America investors are growing increasingly wary of US-listed Chinese companies amid a US Securities and Exchange Commission probe into alleged securities violations by AgFeed Industries, a bankrupt China-based pork producer.
Earlier in the month, AgFeed filed a statement in a US bankruptcy court corroborating that some of its Chinese farm operations had reported "fictitious" sales from 2008 through the first half of 2011.
Managers in China openly talked about their methods for manipulating the company's financial results, e-mails translated from Chinese and other documents obtained by Bloomberg showed.
The company's executives and directors withheld information about the alleged financial irregularities from American shareholders for several months, corporate documents showed.
The alleged AgFeed scam went unnoticed by auditors and underwriters. It highlights the risks for American shareholders, said Lynn Turner, a former chief accountant at the SEC.
For instance, Thomas Snodgrass, a financial adviser in Houston, who invested $169,332 in AgFeed in June and August of 2008, does not intend to buy any more shares in US-listed Chinese firms.
"What's the difference between investing in a Chinese company where you can't do your homework and going to Las Vegas to play at the craps table?" Turner said.
"At least at Las Vegas you get some entertainment value," he told the news agency.
"I thought, 'Oh my God, with an under-industrialised society and the emergence of that industry, well then they should be well positioned to capture a whole lot more market share," said Snodgrass.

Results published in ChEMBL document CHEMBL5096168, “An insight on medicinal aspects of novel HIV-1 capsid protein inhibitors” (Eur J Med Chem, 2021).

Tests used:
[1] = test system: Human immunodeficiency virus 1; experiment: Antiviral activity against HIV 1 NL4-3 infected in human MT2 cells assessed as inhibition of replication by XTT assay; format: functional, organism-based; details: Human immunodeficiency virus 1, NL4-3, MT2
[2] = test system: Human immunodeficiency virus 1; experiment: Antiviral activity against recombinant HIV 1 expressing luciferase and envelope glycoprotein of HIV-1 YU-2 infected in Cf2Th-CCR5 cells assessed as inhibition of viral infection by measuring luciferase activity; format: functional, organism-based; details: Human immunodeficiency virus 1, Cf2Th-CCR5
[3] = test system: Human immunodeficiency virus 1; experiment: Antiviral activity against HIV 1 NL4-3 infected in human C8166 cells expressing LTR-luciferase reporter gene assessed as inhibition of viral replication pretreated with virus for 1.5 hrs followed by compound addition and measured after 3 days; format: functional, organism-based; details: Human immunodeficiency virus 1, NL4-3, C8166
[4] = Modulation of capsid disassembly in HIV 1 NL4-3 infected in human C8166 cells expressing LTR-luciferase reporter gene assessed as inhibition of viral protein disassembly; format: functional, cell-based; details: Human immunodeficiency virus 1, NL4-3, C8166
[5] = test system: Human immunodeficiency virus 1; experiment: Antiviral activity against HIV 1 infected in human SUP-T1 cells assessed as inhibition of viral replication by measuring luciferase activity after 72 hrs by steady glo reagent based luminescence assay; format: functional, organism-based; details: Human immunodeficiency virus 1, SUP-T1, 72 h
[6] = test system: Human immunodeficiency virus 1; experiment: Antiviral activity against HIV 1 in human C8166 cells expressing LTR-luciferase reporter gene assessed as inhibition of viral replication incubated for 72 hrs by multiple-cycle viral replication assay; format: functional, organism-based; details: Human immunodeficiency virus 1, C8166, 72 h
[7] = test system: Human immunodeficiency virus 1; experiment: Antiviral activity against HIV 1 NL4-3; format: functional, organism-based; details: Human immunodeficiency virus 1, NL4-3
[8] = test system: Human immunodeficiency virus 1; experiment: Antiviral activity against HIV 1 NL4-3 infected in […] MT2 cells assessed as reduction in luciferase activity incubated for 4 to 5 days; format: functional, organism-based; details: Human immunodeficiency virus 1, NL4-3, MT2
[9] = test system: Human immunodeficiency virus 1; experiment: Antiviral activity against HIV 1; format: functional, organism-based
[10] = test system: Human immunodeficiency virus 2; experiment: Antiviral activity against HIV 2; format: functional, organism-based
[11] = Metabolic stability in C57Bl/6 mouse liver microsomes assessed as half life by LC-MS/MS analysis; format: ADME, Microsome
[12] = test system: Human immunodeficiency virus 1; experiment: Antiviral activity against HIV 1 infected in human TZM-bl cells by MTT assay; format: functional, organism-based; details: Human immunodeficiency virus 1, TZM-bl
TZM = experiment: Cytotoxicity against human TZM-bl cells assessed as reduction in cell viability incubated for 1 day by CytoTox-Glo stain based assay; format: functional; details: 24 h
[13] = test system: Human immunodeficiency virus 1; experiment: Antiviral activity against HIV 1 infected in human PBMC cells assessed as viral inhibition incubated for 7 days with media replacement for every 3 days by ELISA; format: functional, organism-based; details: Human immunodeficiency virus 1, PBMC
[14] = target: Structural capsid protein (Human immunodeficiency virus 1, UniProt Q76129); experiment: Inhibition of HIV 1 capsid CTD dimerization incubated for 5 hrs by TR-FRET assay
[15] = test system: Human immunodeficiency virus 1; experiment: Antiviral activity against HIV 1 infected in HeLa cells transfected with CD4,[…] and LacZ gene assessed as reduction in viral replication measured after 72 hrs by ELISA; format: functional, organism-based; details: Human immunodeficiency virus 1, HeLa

"It's just out and out fraud when it comes down to it. And by the time we hear it, you're screwed, because the price is already moving; it's going to tank. You can't get out of it," Snodgrass added.
The US SEC informed Agfeed on 29 August that it was considering enforcement action against the firm for alleged breach of securities law.
AgFeed filed for Chaper 11 bankruptcy in July.
Since 2010, the SEC has deregistered 60 China-based issuers.
More than $100m that AgFeed raised in the US between 2007 and 2009 was routed to China with little supervision, the documents indicated. The money was used to acquire 29 hog farms in five provinces by October 2008, a move aimed at boosting production and revenues.
AgFeed was among the more than 370 Chinese companies that raised funds in the US between 2004 and 2011 through reverse mergers. In a reverse merger, a private entity buys a shell company that is already listed as a substitute to floating an IPO.
The case is In re AgFeed USA LLC, 13-bk-11761, U.S. Bankruptcy Court, District of Delaware (Wilmington).